THE FOUR-MILE RACE
Football has long borne the brunt of the attack directed against athletics which are stressed out of proportion to their importance in college life. Crew, however, has escaped the criticism which it deserves. With House rowing well established and likely to continue growing rapidly, it is natural that the subject of varsity crew should be reconsidered.
Under present conditions four crews are sent down to Red Top for a period of over two weeks of intensive preparation for the Yale race. Ordinarily this includes nearly the entire final examination period as well as a week of vacation time. This year, thanks to the provision of a regular study hall it will be possible to make a serious attempt to study, but with rowing twice a day, strict training rules, and the inevitable atmosphere of sociability and intellectual relaxation it is practically impossible to realize this ideal. Although a survey has shown that the marks of those at Red Top do not generally go down at finals, they are, nevertheless, prevented from doing their best work. The atmosphere is such that no real benefit is derived from what work is done.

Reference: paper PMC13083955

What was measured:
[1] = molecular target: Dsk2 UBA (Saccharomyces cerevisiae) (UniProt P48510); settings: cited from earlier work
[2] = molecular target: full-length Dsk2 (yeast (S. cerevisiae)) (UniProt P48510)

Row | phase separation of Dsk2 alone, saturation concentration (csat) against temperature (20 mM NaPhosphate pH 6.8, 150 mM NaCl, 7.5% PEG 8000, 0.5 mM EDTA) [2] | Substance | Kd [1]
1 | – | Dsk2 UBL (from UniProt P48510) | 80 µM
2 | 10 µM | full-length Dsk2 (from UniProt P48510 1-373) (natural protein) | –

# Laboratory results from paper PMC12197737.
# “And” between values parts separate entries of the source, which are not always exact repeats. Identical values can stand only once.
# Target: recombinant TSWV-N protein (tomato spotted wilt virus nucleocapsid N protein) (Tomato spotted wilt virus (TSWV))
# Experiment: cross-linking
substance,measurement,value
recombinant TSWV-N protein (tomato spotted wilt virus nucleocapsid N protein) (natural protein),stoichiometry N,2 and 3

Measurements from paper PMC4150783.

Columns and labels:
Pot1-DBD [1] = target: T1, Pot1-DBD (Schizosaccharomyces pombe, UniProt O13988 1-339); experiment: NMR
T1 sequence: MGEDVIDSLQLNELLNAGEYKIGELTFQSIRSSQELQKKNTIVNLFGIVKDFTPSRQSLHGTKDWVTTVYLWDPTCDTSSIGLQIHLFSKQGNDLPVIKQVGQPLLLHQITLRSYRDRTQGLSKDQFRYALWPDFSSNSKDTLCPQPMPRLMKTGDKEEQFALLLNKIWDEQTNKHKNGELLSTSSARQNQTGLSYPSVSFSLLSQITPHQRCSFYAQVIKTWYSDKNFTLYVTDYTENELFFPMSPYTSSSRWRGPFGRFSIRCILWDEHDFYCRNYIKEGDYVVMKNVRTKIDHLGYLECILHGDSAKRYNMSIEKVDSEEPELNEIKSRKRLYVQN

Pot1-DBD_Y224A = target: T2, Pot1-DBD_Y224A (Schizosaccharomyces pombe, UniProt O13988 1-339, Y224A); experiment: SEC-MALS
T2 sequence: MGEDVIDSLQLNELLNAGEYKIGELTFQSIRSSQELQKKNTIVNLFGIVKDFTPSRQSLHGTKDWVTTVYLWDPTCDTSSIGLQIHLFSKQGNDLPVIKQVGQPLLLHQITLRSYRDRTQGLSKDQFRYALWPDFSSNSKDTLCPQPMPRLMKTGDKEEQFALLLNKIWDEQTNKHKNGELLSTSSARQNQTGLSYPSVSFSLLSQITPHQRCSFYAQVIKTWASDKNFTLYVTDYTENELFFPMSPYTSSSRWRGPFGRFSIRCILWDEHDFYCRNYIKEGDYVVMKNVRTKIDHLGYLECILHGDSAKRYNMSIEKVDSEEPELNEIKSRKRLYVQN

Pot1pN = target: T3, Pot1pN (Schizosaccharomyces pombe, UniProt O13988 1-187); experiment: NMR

The justification for the maintenance of Red Top is the necessity of adequate preparation for the strain of the four-mile race. If the varsity race were reduced from four miles, possibly to two miles, the time and energy spent in preparation would be reduced considerably. Analysis has shown that under proper conditions varsity rowing is not injurious to health, but there is, nevertheless, a constant threat of over-strain. In the past, a number of varsity crew men have expressed their preference for a two-mile race, an equally good criterion of rowing ability and far less exhausting. As it is, three out of the four crews at Red Top do not race the four-mile course.
The maintenance of the long training period at New London is expensive. Some men of varsity calibre have been unable to row their full number of years because they could not spare the time from their work. Those who do go down are prevented from really studying during the examination period. Unquestionably the time spent at Red Top is as enjoyable as any in the college career, but this does not alter the fact that the Red Top training exaggerates the importance of crew as a sport and is out of place in a college. The force of tradition will make any change difficult; it should not, however, prevent a reduction in the length of the 1933 varsity race, making the sport more enjoyable and enabling the crews to remain in Cambridge until the close of the college year.